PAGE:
Hochul insisted that she and the legislative leaders "gave a lot of thought to this," and that she is committed to working with them now through the end of the year, up to the beginning of the next session in 2025. (State lawmakers are headed home Friday night.) "No one can question my commitment to the MTA," Hochul said, because she helped save it in 2023 with billions in dedicated funding.

What about all the environmental advocates, safe streets advocates, businesses groups and activists who worked to make congestion pricing happen?

"I understand there's a lot of passion behind this. I'm an environmentalist," Hochul explained. "I understand how important this is to people. What I say to them is, we're going to continue working to mitigate congestion in the city. This is on a temporary pause that the mechanics and the operations are in place."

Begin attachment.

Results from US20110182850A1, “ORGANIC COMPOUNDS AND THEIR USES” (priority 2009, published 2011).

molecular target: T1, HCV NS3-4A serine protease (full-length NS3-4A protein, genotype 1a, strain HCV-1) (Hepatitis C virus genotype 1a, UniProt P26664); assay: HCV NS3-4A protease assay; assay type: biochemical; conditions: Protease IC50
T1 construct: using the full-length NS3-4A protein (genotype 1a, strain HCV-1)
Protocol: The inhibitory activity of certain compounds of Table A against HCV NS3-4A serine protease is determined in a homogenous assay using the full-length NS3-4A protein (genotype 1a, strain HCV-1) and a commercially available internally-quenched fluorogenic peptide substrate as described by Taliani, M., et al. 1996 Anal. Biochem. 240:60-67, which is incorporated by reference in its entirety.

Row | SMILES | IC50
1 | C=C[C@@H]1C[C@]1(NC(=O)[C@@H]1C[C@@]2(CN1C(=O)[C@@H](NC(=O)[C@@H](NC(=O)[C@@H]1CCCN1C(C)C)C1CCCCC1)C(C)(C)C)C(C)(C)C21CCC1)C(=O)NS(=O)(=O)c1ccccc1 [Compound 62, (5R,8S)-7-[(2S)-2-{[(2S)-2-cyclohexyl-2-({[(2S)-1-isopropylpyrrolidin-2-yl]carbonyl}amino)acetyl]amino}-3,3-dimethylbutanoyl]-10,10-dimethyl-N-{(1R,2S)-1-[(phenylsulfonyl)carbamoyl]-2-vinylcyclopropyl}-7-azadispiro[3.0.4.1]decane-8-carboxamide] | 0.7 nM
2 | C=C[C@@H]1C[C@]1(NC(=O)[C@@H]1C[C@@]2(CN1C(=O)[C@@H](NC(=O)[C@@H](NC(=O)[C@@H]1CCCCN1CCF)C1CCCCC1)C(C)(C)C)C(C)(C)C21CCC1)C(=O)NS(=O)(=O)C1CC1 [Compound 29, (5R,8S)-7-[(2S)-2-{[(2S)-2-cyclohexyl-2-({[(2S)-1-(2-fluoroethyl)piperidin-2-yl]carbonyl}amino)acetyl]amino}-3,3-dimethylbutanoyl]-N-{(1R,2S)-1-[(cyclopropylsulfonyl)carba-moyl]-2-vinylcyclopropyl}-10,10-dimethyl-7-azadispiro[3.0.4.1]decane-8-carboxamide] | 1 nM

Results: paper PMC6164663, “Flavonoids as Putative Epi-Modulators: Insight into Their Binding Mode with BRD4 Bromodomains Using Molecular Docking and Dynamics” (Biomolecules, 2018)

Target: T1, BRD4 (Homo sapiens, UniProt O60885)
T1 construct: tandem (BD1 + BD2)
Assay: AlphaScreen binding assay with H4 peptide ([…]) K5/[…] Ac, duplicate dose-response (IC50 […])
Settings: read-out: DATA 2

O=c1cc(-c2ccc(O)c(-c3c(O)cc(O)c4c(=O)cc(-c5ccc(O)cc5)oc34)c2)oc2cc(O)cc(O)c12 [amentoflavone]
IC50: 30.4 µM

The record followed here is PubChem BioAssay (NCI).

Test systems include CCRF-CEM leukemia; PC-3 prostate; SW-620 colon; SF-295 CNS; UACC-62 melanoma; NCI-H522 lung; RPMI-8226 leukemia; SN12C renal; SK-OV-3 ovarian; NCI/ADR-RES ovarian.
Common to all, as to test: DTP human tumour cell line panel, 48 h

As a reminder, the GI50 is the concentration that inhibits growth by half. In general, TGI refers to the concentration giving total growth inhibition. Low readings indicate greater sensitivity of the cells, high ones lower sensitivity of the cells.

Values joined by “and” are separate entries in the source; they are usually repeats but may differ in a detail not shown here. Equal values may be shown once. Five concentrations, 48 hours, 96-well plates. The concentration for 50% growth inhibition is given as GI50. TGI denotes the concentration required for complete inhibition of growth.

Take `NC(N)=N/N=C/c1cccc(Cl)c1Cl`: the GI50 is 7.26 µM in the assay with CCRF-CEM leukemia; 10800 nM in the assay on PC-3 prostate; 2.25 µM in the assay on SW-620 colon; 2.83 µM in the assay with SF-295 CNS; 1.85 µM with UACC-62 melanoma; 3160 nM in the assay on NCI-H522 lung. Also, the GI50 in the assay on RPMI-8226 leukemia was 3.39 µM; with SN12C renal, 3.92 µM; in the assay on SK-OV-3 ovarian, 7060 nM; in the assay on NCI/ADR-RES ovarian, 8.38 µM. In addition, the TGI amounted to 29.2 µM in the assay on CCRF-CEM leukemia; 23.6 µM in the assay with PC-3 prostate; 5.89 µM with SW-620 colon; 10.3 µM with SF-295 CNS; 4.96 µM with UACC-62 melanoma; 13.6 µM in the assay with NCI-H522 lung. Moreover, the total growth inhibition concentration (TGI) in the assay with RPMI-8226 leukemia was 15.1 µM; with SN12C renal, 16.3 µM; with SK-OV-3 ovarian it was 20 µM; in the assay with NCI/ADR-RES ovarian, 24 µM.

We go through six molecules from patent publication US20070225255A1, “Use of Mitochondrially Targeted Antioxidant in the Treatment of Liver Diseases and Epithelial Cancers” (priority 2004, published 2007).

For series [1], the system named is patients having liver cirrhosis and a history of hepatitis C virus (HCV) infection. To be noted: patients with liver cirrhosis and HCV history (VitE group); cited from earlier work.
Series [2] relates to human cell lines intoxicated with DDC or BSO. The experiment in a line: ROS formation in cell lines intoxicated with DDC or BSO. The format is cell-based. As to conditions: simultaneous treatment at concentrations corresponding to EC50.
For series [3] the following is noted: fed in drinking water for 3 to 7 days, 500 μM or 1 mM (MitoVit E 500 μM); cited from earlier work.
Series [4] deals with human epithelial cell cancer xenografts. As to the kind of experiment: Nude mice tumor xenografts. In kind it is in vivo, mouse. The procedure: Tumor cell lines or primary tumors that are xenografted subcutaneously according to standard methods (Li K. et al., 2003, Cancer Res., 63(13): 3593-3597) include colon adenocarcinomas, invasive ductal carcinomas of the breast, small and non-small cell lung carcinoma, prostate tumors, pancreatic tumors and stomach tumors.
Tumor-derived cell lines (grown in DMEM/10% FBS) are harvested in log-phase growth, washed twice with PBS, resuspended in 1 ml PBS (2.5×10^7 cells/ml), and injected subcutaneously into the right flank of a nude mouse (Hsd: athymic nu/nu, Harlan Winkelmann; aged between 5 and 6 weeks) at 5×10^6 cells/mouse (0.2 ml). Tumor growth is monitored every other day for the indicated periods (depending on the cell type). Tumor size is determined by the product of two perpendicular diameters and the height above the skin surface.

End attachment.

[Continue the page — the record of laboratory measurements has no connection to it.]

Hochul also said she cared about getting rid of congestion, because New York City has an awful lot of it.

"Congestion is a problem in places more than just in Manhattan. Have you've been to Brooklyn lately? Queens? These are places where it is tough to get around," Hochul said. "We need a smart strategy, and I don't want to wait until gets—I wouldn't even want to wait another year. Why don't we start taking steps now to address the issue of congestion?"